• High Impact protection is indicated when there may be a high inertia particle hazard (high mass or velocity). This will be specified in the rules by preceding the type of protective eyewear above with the words "High Impact". e.g. High Impact Particle Protection Goggles
    • Event supervisors may disqualify any apparatus that is operated in an unsafe manner.
  • 6. Construction
    • Launching force must be supplied by non-metallic elastic solids such as rubber bands, bungie cords, rubber tubing, etc.
    • Must be triggered from outside of the launching area. Radio controlled triggering devices are not permitted but battery triggered devices are allowed.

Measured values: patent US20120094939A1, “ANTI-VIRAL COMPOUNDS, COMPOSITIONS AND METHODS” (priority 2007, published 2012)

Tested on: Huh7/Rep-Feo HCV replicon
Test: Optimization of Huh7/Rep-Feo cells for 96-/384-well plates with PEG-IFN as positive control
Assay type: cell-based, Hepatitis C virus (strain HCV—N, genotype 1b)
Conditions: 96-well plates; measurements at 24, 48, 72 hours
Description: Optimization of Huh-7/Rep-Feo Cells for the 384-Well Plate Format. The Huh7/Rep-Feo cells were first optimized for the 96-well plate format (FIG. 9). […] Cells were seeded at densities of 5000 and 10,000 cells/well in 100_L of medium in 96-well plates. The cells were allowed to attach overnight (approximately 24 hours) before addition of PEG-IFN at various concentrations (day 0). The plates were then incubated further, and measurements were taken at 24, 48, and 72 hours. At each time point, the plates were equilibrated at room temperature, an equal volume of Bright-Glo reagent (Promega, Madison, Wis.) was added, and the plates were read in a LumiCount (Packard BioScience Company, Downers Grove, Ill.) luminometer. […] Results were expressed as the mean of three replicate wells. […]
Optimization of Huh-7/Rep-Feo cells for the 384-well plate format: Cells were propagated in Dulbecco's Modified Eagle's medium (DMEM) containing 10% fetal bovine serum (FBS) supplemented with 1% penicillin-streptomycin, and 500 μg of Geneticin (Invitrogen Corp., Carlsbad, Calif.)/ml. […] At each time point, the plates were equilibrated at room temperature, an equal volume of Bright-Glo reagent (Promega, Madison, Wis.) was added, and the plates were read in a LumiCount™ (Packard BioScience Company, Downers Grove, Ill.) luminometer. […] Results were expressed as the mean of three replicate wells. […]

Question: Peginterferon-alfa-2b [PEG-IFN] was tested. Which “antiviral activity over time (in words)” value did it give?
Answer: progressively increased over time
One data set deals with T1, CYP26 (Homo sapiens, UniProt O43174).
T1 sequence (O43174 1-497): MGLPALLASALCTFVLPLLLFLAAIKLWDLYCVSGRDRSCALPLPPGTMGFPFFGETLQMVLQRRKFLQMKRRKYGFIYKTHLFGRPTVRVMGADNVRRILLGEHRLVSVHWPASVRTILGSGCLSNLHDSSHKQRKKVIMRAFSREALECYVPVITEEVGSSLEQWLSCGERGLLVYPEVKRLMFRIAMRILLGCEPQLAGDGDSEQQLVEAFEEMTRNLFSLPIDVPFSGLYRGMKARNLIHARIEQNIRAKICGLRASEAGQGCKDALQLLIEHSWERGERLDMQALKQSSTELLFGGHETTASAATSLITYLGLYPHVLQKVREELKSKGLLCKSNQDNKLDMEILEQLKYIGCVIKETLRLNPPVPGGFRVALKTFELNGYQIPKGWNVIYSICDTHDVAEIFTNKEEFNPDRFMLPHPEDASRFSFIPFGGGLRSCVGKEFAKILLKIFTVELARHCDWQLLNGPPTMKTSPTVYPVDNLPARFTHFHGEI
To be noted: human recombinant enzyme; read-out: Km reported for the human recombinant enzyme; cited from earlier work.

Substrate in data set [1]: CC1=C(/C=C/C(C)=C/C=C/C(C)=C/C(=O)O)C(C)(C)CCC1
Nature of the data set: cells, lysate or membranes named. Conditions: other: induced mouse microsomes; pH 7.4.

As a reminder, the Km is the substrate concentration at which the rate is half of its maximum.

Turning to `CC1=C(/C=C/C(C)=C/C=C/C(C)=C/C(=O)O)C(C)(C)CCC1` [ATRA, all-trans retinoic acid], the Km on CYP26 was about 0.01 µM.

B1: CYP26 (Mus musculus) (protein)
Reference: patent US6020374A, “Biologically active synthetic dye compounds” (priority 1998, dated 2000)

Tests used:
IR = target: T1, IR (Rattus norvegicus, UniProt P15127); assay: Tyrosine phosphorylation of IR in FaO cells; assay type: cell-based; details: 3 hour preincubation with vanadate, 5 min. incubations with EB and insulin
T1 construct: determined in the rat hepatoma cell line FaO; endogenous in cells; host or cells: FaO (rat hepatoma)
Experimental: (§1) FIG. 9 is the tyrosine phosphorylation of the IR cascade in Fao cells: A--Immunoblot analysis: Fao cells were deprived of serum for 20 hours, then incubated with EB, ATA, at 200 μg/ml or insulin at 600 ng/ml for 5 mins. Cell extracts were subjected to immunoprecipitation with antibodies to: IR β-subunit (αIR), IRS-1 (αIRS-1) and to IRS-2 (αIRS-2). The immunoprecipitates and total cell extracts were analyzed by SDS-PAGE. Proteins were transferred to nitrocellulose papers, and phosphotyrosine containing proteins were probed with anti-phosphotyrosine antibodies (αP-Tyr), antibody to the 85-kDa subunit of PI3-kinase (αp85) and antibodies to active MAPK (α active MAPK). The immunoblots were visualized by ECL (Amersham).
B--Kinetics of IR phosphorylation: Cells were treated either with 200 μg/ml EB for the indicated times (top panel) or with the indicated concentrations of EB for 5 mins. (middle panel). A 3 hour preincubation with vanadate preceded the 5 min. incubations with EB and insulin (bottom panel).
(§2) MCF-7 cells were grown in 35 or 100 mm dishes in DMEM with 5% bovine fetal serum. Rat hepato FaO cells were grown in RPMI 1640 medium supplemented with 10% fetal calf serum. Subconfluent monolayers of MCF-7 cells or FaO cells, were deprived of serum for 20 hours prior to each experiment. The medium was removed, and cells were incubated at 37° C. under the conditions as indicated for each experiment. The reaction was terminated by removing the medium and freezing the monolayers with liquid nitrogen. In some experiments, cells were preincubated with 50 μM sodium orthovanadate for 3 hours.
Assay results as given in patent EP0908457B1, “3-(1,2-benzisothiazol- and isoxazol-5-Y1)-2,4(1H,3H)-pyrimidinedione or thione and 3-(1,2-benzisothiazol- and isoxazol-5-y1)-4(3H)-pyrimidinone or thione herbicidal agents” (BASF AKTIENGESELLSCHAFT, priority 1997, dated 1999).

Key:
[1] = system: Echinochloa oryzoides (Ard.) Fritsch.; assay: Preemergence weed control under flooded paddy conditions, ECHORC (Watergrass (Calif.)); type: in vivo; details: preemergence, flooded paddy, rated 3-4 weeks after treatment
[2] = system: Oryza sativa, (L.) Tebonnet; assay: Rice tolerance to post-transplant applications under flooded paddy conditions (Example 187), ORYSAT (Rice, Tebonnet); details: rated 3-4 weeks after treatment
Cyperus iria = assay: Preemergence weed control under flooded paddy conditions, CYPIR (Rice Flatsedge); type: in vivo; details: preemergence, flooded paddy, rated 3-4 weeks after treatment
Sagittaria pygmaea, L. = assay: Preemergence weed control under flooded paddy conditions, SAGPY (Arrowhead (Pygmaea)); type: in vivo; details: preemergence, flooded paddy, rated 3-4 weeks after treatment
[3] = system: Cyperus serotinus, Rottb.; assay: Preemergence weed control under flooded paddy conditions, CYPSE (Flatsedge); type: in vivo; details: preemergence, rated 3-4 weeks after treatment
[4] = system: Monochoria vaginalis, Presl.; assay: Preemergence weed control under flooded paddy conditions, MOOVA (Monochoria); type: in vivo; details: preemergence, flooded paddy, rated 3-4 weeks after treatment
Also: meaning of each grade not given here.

• Must fit within a 80 cm cube prior to the first launch.
  • 7. Construction
    • The triggering device (which is not considered part of the device) may extend out of the launch area and does not need to return to the launch area after launch.
  • 8. Construction
    • Teams must make provisions to trigger the device if there is limited space behind the launch area (50 cm minimum).
  • 9. Construction
    • Teams will provide a projectile that shall be any unmodified tennis ball, racquet ball, ping pong ball, or Hackie Sack ® (labeling is permitted.)
    • Students are not required to use the same projectile for every launch.
  • 10. Competition
    • When instructed, students will place the device in a launch box 1 meter wide (perpendicular to the launch direction) and 1.5 m long, (designated by tape on the floor.)
    • Once teams are in the event area, they may not leave or receive outside assistance, materials, or communications. (General Rules) DQ
  • 11. Competition
    • Students may not touch or hold the device, or be in the launch area, or in the area in front of the line that marks the front edge of the launch area during a shot.